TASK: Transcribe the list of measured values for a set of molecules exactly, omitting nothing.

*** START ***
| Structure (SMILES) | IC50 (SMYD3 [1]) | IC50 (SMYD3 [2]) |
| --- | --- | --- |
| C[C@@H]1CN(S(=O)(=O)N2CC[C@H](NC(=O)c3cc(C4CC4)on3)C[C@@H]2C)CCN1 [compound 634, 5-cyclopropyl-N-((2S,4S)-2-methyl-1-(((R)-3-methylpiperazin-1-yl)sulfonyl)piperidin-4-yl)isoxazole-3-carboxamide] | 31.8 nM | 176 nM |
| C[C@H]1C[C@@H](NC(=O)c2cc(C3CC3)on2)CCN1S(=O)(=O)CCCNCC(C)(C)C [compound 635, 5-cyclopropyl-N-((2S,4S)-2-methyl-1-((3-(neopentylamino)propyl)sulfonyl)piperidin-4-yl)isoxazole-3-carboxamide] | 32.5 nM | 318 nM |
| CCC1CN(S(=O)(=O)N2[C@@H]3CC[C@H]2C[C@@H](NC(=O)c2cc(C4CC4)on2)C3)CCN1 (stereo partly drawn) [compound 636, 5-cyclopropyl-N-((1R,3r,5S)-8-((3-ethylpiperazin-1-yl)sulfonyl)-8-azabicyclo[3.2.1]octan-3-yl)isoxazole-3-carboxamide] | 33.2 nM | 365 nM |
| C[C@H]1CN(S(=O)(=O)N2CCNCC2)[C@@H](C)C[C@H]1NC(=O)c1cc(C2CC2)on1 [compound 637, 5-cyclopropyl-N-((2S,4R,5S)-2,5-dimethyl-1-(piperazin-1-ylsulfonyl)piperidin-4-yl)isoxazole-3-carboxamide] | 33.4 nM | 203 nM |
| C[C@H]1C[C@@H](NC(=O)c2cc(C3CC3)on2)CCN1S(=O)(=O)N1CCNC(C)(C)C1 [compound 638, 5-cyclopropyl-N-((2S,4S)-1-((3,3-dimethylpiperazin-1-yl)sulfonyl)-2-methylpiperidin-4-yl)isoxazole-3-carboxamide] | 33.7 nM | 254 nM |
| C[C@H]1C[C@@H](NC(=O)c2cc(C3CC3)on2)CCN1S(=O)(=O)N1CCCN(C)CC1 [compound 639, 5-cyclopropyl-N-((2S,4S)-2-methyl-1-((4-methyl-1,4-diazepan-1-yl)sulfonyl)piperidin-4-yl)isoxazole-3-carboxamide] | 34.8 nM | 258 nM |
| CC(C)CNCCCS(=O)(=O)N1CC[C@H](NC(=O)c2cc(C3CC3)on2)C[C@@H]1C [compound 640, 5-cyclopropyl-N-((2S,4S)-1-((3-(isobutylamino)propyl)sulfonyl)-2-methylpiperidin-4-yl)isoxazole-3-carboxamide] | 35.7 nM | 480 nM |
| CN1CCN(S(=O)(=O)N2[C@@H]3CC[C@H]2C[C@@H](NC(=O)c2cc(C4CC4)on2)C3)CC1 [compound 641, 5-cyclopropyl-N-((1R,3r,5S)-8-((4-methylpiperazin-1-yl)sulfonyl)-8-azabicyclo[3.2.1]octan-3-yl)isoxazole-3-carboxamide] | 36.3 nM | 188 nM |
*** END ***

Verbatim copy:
| Structure (SMILES) | IC50 (SMYD3 [1]) | IC50 (SMYD3 [2]) |
| --- | --- | --- |
| C[C@@H]1CN(S(=O)(=O)N2CC[C@H](NC(=O)c3cc(C4CC4)on3)C[C@@H]2C)CCN1 [compound 634, 5-cyclopropyl-N-((2S,4S)-2-methyl-1-(((R)-3-methylpiperazin-1-yl)sulfonyl)piperidin-4-yl)isoxazole-3-carboxamide] | 31.8 nM | 176 nM |
| C[C@H]1C[C@@H](NC(=O)c2cc(C3CC3)on2)CCN1S(=O)(=O)CCCNCC(C)(C)C [compound 635, 5-cyclopropyl-N-((2S,4S)-2-methyl-1-((3-(neopentylamino)propyl)sulfonyl)piperidin-4-yl)isoxazole-3-carboxamide] | 32.5 nM | 318 nM |
| CCC1CN(S(=O)(=O)N2[C@@H]3CC[C@H]2C[C@@H](NC(=O)c2cc(C4CC4)on2)C3)CCN1 (stereo partly drawn) [compound 636, 5-cyclopropyl-N-((1R,3r,5S)-8-((3-ethylpiperazin-1-yl)sulfonyl)-8-azabicyclo[3.2.1]octan-3-yl)isoxazole-3-carboxamide] | 33.2 nM | 365 nM |
| C[C@H]1CN(S(=O)(=O)N2CCNCC2)[C@@H](C)C[C@H]1NC(=O)c1cc(C2CC2)on1 [compound 637, 5-cyclopropyl-N-((2S,4R,5S)-2,5-dimethyl-1-(piperazin-1-ylsulfonyl)piperidin-4-yl)isoxazole-3-carboxamide] | 33.4 nM | 203 nM |
| C[C@H]1C[C@@H](NC(=O)c2cc(C3CC3)on2)CCN1S(=O)(=O)N1CCNC(C)(C)C1 [compound 638, 5-cyclopropyl-N-((2S,4S)-1-((3,3-dimethylpiperazin-1-yl)sulfonyl)-2-methylpiperidin-4-yl)isoxazole-3-carboxamide] | 33.7 nM | 254 nM |
| C[C@H]1C[C@@H](NC(=O)c2cc(C3CC3)on2)CCN1S(=O)(=O)N1CCCN(C)CC1 [compound 639, 5-cyclopropyl-N-((2S,4S)-2-methyl-1-((4-methyl-1,4-diazepan-1-yl)sulfonyl)piperidin-4-yl)isoxazole-3-carboxamide] | 34.8 nM | 258 nM |
| CC(C)CNCCCS(=O)(=O)N1CC[C@H](NC(=O)c2cc(C3CC3)on2)C[C@@H]1C [compound 640, 5-cyclopropyl-N-((2S,4S)-1-((3-(isobutylamino)propyl)sulfonyl)-2-methylpiperidin-4-yl)isoxazole-3-carboxamide] | 35.7 nM | 480 nM |
| CN1CCN(S(=O)(=O)N2[C@@H]3CC[C@H]2C[C@@H](NC(=O)c2cc(C4CC4)on2)C3)CC1 [compound 641, 5-cyclopropyl-N-((1R,3r,5S)-8-((4-methylpiperazin-1-yl)sulfonyl)-8-azabicyclo[3.2.1]octan-3-yl)isoxazole-3-carboxamide] | 36.3 nM | 188 nM |